Trying to pay your taxes became a little more taxing this year. The average person spent more time and more money preparing their taxes, according to a report based on Internal Revenue Service calculations.
The report reveals that more than a day and more than $200 was spent collecting, calculating, and compiling figures.
If you run a business in this country, you have it far worse. The National Taxpayers Union, in its annual look at the burdens of taxpaying, said the corporate cost of compliance is about $170 billion. General Electric in 2006 filed returns equivalent to 24,000 printed pages.
Blame Congress for More Time, Cost
Congress is the leading culprit in this time and money increase, said the group, a nonpartisan organization that works for lower taxes and smaller government. "Congress is adding to the tax laws' complexity faster than the IRS can simplify its forms," it said. The IRS they say is not to blame for the increases.
IRS calculations show that all taxpayers, even those using the simplest 1040-EZ form to those using the longer forms, spent 26.5 hours in preparing and sending their forms for the 2006 tax year. That was up from 25.4 hours three years earlier.
The average out-of-pocket cost for all taxpayers amounted to $207, which was up from $185 from three years earlier. The self-employed taxpayer shelled out an average of $444 to put his taxes together.
The money taxpayers spend to do their taxes takes a huge bite out of the refunds most filers may receive. IRS Commissioner Douglas Shulman told Congress last week that as of March 29, the agency had issued about 70 million refunds, with the average refund worth $2,467. The IRS expects to process almost 140 million returns this year.
The NTU report estimated that the value of time lost compiling tax returns was $92.6 billion. This amount was calculated using an hourly compensation rate of $26.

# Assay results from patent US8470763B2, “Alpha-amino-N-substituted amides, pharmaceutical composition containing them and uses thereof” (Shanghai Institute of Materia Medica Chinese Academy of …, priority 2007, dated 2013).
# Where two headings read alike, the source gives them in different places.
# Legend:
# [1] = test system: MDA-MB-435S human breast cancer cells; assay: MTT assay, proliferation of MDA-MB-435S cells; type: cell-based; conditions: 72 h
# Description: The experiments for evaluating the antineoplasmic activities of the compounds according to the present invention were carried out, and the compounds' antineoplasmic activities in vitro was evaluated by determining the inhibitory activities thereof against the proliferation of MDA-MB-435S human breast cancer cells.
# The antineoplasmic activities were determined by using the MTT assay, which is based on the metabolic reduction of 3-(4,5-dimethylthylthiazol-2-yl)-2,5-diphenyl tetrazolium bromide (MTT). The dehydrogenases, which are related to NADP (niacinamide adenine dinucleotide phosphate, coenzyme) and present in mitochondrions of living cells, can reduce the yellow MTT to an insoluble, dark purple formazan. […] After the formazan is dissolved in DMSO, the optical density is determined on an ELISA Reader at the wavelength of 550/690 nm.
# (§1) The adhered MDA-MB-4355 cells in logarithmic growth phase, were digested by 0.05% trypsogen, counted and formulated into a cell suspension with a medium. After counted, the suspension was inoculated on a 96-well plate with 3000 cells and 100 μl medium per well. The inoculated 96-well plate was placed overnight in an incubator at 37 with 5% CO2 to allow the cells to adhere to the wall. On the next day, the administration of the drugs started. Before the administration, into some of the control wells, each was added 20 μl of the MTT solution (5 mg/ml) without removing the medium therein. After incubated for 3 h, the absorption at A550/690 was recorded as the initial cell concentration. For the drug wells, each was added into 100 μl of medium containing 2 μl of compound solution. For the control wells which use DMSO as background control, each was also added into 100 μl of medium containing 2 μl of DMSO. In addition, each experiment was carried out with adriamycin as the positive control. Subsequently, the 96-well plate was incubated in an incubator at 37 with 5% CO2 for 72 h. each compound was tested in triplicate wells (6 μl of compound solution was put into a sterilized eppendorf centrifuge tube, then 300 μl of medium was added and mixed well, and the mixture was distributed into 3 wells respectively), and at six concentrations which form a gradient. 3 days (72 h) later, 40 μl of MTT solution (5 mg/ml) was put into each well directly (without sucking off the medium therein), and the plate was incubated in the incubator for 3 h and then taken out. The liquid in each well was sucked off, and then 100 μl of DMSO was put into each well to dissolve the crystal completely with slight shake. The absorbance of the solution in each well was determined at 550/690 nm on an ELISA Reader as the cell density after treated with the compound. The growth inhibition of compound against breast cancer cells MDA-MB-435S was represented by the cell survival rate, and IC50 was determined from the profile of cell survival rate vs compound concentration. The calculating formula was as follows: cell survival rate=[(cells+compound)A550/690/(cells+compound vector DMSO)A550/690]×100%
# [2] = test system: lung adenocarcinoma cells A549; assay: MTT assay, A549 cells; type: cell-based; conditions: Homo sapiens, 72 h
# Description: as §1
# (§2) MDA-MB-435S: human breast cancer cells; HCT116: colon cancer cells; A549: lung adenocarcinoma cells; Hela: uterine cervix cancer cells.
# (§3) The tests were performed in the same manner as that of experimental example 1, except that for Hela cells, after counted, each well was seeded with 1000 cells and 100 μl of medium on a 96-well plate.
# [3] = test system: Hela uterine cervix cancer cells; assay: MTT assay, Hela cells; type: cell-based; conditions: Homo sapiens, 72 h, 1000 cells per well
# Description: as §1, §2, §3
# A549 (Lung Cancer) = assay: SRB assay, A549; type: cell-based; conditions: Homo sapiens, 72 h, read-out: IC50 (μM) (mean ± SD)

Individual taxpayers spent almost $28 billion on software, tax preparers, postage and other out-of-pocket costs.
The $170 billion compliance cost for corporations represented 43 percent of corporate income taxes collected in fiscal year 2007.
Annual Agony - Tax Laws Confusing, Complex
The tax law keeps getting more complex. The Form 1040 instruction booklet has grown from four pages in 1945 to 155 pages in 2007.
It appears Congress loves length when it comes to anything dealing with taxes. For example, the Congressional Joint Committee on Taxation's general explanation of tax legislation, which was enacted during the 2006-2007 session of Congress, ran a novel length 841 pages. This made the 593 pages from the previous Congress look like a short story.
Congress is marking April 15 with several measures that have been introduced to make paying taxes simpler or fairer. Next Monday, the House considers a bill to bar federal agencies from awarding contracts to people or companies that have failed to pay their federal taxes.
The chamber will vote on a bill later in the week that eliminates a requirement for individuals to keep records of calls made on employer-provided cell phones. Among the provisions, the bill would also would stop foreign contractors from using foreign subsidiaries to evade Social Security and other employment taxes. The same legislation would also eliminate a program under which the IRS contracts with debt collecting companies to go after smaller scale tax evaders.
Filing All Returns Electronically?
Meanwhile, in the Senate, Sens. Charles Schumer, D-N.Y., and Daniel Akaka, D-Hawaii, are promoting a bill that would require the IRS to allow all Americans to file their returns electronically free of charge. They say this would save taxpayers some $1.2 billion a year.
Congress has also made life for the IRS more difficult this year by waiting until last December to fix the alternative minimum tax. The tax is intended to affect only a small number of very wealthy people, but could have hit more than 20 million this year. That change slowed down the processing of some refunds while the IRS adjusted its computers.
The IRS also was also tasked with paying the checks owed to Americans as part of the economic stimulus package passed in January. Taxpayers should begin receiving those payments early next month.
The independent IRS Oversight Board in a recent report commended the IRS for across-the-board improvements in such areas as customer service and enforcement of tax law.
Source: The Associated Press